How to Start a Trucking Business With One Truck
It is more than possible for the average aspiring entrepreneur to start a trucking company. While it may not be the easiest or simplest business to run, it is very rewarding if it’s done in the right way. The trucking industry has been expected to grow in freight revenue by almost 75 percent over the next decade. This industry already earned over 700 billion in revenue five years ago. In fact, according to the Thomas Index, trucking jobs are expected to grow over 6% by 2026
As long as people keep up the demand for products, the trucking business will always remain relevant and successful. This is what makes the trucking industry lucrative and worth investing in. Here is how to go about starting your own trucking business:
1. Ask the Right Questions
This step applies to any company in any industry. Before purchasing or signing anything, it is always best to address the most relevant questions that can help determine whether you are prepared and able to take on this type of business.
These questions should include the following:
What kind of freight are you going to haul in this business?
What equipment is needed, and do you have the budget for this equipment?
Do you have a plan for maintenance and repairs?
What kind of licenses and insurance is needed?
The answers to these questions can help you get an idea of what plan you need to create in order to be better prepared for the launch of your business.
2. Apply for Trucking Authority
Of course, paperwork and documentation are some of the most boring parts of any business. But they are incredibly essential and are a part of the very first things you should do to start a successful trucking company.
Start with your assigned US DOT number. If you don’t have one, you will have to register for one before applying for trucking authority. Make sure you get hold of the forms that are updated and use registration systems that are updated as well. If you already have a US DOT number, go ahead and apply for operating authority. The fee will be around $300.
3. Create a Business Plan
Like paperwork and asking the right questions, it is highly important that you create a detailed business plan for your trucking company. This business plan should go over what you expect your revenue to be and how your expenses are going to play out. Expenses should also include your own salary. If you find that creating a business plan is difficult, consult a business advisor for help.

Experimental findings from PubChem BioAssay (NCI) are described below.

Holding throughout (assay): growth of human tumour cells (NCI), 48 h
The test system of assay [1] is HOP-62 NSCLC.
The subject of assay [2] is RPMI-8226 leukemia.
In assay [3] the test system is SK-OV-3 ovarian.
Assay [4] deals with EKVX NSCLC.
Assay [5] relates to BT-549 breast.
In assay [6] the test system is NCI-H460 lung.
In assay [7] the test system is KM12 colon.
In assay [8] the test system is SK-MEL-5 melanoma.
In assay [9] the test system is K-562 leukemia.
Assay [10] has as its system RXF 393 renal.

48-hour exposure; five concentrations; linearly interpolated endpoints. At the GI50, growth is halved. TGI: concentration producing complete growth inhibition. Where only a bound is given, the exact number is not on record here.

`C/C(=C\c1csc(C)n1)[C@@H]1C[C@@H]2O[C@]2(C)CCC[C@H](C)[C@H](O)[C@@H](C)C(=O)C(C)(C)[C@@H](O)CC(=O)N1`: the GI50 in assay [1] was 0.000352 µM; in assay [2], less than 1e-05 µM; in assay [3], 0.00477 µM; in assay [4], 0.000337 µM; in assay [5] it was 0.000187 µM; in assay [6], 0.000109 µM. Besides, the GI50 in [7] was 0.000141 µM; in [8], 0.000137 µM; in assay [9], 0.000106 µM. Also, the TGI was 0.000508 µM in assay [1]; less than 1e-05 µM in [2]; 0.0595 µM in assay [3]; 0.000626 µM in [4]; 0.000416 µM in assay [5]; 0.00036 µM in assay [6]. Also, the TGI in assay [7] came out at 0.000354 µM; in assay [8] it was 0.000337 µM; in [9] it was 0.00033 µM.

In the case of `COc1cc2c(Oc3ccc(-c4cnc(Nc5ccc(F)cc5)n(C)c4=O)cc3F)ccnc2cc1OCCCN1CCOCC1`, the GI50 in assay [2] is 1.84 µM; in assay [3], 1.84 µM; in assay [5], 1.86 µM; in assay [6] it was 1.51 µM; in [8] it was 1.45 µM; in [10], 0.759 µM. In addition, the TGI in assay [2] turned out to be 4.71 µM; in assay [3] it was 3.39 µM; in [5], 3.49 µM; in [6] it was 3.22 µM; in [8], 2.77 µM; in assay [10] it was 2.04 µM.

4. Find and Choose a Process Agent
Trucking business owners need to have a process agent to represent them when it comes to court papers. If the trucking business expands later on and begins to operate in various states, you will need a process agent for each state the business operates in. You can find a process agent on the FMCSA website. Some process agents have more capabilities than others, though most should be able to assist you regardless of which state you reside in.
Aside from processing court papers, a process agent does much more than that. They help you to get your documentation aligned, they file registration documents and help with licensing, and they also help with processing and submitting quarterly IFTA (International Fuel Tax Agreement) taxes. They provide vital functions for a trucking company.
5. Purchase Truck Insurance
Liability insurance is a must-have for trucking companies, as damages and injuries can be inevitable in some cases. This ensures that everyone is protected and covered in case things get serious. Without active insurance in place, you cannot get your authority active and you will not be allowed to haul loads. Our agency can help you obtain insurance quotes from multiple insurance companies. Feel free to reach out to us via telephone or using our quick quote form to get the process started.
6. Purchase a Truck
Think about what your needs are in the business. This will help determine what type of truck is going to be best for your company. Will you be running hotshots or will you be doing long haul trucking with a tractor? Although many new ventures will decide to purchase a pick-up truck, keep in mind that the value can be very comparable to that of a semi.